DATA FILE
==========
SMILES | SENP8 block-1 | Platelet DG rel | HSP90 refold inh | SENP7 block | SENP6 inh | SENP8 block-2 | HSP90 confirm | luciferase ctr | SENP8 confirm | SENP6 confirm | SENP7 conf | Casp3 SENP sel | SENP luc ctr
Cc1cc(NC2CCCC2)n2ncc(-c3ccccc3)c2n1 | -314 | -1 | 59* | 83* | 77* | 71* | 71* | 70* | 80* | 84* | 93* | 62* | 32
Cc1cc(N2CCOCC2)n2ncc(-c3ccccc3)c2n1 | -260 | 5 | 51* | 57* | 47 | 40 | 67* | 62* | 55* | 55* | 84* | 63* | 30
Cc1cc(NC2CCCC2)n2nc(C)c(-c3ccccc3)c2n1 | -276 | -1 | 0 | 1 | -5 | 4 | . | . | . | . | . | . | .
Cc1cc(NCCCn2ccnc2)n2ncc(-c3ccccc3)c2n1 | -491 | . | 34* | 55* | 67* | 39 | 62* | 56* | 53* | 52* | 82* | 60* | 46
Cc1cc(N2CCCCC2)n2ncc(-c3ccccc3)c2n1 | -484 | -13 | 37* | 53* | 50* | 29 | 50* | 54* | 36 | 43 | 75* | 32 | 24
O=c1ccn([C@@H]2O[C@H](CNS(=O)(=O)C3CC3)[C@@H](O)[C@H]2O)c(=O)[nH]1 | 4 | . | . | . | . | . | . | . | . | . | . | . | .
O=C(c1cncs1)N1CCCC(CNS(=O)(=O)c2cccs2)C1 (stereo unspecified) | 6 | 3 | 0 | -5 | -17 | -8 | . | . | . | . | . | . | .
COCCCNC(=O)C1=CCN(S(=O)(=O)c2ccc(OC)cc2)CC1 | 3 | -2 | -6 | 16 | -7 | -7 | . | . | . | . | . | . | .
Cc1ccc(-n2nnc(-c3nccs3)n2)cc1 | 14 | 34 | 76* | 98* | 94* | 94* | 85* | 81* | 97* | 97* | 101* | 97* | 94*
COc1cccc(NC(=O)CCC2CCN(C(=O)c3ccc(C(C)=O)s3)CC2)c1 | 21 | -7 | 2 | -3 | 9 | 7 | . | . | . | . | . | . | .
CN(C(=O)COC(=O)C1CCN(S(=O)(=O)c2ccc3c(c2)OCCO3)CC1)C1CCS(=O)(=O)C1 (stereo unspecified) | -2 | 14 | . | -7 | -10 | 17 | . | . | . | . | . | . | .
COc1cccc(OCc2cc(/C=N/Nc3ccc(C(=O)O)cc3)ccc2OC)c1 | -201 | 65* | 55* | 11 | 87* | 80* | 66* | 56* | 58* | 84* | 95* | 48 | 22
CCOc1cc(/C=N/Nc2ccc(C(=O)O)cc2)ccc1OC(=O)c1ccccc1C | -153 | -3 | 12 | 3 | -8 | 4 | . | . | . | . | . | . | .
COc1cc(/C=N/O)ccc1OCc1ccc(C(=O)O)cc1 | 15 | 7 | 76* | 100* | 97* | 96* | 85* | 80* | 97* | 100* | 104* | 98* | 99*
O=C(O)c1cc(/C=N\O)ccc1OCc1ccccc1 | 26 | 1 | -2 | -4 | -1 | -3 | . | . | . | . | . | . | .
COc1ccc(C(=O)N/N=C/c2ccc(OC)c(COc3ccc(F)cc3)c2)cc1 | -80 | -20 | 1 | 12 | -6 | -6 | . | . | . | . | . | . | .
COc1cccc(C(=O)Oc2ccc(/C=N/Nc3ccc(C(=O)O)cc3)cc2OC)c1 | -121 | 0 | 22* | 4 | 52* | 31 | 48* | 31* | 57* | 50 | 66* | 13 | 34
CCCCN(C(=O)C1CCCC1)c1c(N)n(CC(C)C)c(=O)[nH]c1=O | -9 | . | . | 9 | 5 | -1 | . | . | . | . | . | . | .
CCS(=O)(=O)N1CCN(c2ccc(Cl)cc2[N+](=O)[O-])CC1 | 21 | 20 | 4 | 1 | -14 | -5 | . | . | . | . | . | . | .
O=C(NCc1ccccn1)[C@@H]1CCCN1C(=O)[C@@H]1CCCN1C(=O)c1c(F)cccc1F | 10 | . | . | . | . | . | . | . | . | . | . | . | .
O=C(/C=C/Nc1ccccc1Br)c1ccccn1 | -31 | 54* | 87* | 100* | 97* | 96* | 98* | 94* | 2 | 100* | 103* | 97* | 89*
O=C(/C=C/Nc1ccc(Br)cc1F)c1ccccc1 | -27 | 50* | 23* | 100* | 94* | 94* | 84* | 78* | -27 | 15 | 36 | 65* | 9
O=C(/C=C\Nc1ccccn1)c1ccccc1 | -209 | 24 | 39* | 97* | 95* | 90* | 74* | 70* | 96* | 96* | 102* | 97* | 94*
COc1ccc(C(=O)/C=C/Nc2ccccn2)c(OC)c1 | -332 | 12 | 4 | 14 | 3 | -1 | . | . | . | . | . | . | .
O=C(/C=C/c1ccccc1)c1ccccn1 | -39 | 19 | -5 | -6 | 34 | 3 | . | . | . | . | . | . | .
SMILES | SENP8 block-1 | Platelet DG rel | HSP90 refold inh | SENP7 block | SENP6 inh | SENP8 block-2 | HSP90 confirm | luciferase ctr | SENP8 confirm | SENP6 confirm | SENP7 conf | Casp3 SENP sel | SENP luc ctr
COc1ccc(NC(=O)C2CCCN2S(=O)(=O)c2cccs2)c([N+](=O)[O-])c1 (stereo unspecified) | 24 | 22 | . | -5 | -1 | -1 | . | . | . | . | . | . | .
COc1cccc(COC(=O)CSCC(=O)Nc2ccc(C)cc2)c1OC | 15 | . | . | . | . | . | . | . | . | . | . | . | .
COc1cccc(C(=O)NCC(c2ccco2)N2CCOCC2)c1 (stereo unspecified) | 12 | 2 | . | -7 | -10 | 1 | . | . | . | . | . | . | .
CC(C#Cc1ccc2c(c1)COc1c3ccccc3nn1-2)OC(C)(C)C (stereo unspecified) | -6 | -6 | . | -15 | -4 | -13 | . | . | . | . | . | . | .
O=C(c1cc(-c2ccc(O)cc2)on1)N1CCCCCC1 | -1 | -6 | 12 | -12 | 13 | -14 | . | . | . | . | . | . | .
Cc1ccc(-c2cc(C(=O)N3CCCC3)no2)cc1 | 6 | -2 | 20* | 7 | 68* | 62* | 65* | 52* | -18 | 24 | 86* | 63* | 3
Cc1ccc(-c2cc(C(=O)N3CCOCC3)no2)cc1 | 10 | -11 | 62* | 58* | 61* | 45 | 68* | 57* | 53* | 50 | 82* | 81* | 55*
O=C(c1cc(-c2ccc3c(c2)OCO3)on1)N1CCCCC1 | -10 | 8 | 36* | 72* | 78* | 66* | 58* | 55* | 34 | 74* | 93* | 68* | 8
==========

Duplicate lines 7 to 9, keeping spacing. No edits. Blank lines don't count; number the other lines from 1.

O=c1ccn([C@@H]2O[C@H](CNS(=O)(=O)C3CC3)[C@@H](O)[C@H]2O)c(=O)[nH]1 | 4 | . | . | . | . | . | . | . | . | . | . | . | .
O=C(c1cncs1)N1CCCC(CNS(=O)(=O)c2cccs2)C1 (stereo unspecified) | 6 | 3 | 0 | -5 | -17 | -8 | . | . | . | . | . | . | .
COCCCNC(=O)C1=CCN(S(=O)(=O)c2ccc(OC)cc2)CC1 | 3 | -2 | -6 | 16 | -7 | -7 | . | . | . | . | . | . | .